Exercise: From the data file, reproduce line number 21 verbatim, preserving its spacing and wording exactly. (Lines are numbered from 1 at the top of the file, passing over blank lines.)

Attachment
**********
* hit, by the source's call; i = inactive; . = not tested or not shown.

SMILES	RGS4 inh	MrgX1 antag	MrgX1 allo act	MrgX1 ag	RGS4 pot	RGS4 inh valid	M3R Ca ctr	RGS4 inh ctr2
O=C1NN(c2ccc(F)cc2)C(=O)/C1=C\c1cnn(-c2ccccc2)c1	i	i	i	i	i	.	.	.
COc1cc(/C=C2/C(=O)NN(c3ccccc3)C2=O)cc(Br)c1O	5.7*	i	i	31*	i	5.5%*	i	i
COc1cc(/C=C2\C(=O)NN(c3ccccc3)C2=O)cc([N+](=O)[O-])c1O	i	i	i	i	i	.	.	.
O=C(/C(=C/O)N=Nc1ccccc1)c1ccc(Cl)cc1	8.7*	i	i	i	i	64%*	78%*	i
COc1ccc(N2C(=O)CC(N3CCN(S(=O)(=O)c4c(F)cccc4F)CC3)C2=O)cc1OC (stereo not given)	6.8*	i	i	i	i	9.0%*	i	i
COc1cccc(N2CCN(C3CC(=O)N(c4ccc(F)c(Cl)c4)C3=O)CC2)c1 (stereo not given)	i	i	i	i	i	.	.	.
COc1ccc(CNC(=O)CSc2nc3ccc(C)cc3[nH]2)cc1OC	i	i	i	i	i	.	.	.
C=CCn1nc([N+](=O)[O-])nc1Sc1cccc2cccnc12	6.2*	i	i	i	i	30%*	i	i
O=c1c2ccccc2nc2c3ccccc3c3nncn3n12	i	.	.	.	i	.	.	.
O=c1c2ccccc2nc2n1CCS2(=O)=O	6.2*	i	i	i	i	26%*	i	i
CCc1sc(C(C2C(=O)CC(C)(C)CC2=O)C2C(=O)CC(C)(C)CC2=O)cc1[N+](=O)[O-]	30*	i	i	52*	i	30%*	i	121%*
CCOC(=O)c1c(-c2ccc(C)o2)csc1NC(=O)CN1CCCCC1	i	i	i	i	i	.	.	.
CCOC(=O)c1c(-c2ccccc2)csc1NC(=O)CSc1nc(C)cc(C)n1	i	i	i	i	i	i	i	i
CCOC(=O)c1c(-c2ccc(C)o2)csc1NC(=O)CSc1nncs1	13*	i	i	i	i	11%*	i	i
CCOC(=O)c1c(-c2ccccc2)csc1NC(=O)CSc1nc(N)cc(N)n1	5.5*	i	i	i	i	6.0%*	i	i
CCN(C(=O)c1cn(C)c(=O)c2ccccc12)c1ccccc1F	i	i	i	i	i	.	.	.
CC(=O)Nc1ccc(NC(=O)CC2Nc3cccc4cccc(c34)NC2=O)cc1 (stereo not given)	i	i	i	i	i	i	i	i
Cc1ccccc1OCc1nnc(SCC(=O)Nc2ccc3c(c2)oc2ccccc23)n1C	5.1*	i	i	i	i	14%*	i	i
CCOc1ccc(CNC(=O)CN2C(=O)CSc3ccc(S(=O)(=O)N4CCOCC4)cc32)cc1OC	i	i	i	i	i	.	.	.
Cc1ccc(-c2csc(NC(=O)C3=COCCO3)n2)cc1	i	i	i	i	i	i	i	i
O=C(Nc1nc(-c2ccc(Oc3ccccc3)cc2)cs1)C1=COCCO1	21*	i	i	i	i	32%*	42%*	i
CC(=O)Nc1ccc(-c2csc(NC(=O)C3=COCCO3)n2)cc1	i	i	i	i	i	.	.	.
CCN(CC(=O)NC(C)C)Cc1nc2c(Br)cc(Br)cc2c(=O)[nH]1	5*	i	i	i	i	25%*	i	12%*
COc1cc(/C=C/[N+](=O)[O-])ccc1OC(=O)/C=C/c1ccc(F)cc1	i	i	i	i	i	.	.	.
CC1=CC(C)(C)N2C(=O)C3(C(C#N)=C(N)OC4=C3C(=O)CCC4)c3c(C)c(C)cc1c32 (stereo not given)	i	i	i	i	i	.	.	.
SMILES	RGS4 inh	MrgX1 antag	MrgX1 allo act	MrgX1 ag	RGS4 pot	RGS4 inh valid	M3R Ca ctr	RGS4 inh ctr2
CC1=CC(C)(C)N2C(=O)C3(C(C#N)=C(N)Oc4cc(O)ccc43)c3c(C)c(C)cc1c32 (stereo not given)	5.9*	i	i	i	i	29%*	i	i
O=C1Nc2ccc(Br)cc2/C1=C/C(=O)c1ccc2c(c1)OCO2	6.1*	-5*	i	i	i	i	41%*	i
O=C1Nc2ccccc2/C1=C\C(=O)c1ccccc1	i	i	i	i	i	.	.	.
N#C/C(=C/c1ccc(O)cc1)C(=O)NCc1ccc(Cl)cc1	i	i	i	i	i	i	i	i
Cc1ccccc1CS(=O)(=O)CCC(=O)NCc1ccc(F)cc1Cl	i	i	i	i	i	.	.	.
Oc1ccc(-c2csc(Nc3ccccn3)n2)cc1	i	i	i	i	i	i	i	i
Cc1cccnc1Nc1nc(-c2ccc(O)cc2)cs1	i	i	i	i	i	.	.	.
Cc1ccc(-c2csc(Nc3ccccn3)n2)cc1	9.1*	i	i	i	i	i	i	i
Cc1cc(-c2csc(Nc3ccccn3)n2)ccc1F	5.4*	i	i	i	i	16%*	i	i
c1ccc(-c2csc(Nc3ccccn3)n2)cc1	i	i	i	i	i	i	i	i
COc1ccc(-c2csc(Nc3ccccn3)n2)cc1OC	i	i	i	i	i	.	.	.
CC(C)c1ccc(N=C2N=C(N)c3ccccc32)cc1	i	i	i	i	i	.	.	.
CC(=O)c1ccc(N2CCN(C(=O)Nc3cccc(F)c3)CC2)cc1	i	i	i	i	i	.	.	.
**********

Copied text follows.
CCOc1ccc(CNC(=O)CN2C(=O)CSc3ccc(S(=O)(=O)N4CCOCC4)cc32)cc1OC	i	i	i	i	i	.	.	.